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Re: Algae Scrubber filters

> Date: Mon, 22 Sep 1997 07:54:52 -0400
> From: Dan Q <dqallwet at avana_net>
> Subject: Re: Algae Scrubbers
> >    I am thinking of trying an algae scrubber filter in my 30 gallon > tank.
>  I agree with David Aikens general assessment that there doesn't seem to
> be any real need for an "Algae Scrubber" in a planted tank. 
>  I have yet to try one myself but have been intrigued with their concept
> ever since I read about about their use in marine aquariums. I suspect
> there are many on this list that keep some fish tanks without plants,
> especially if keeping a lot of cichlids. For those that may want to try
> a scrubber, I have a suggestion for you that I learned from one of my
> customers.
>   The customer is a large bio-lab that is working on many solutions for
> feeding the future generations. One of their projects is raising food
> fish such as the Tilapia (cichlids). These fish require huge holding
> tanks (vats). Their filter of choice is an "algae scrubber".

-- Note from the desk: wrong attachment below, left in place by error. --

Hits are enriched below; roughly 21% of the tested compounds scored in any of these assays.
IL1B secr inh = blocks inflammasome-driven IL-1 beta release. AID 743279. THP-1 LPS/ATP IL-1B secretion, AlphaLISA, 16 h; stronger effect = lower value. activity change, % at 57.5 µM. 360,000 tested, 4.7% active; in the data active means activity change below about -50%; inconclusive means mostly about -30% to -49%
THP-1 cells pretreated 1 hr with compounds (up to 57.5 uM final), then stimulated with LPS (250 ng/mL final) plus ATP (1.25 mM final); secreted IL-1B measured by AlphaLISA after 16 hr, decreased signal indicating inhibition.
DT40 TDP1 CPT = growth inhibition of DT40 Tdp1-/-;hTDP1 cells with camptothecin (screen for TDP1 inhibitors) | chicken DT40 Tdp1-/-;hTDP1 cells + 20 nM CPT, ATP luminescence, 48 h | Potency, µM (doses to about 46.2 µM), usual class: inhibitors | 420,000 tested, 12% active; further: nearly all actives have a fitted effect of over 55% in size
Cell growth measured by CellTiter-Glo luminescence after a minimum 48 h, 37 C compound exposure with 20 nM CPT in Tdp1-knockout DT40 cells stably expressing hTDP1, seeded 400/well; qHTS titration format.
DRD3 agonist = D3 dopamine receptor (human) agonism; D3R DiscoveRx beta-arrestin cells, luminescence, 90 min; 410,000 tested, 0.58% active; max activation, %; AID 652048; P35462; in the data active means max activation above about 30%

>   After much experimenting, they believe the best plant for the scrubber
> is NOT an algae. For those that might be inclined to build a scrubber
> based on their research, you might want to try a "Fontenellis scrubber".
>   The way Fontenellis can mat up, I suspect it also makes a decent
> mechanical filter as well as biological filter.
> Dan Quackenbush
> http://www.malloftheworld.com/aquarium

I like to use duckweed to absorb excess nutrients in fry and grow-out
tanks where the fish are overfed.  When the duckweed covers the surface,
I skim about 3/4 of it out.

I've been thinking for some time of setting up a Malawi cichlid grow-out
tank with a hmmmm vegetable scrubber, running the water through plastic
eavestrough with hydroponic lettuce and back into the tank, or maybe using
emersed aquatics as a more lucrative "crop".  Recently I found a U of Arizona
aquaculture web page where they are doing this sort of thing on a large
scale.  They are raising Tilapia in tanks and circulating the water through
hydroponic vegetable beds.  Arizona has plenty of sunshine for greenhouse
crops, and a water-conserving cycle like this produces two crops in one space.

The important thing with plants as nutrient/waste absorbers is to keep them
growing and keep them thinned.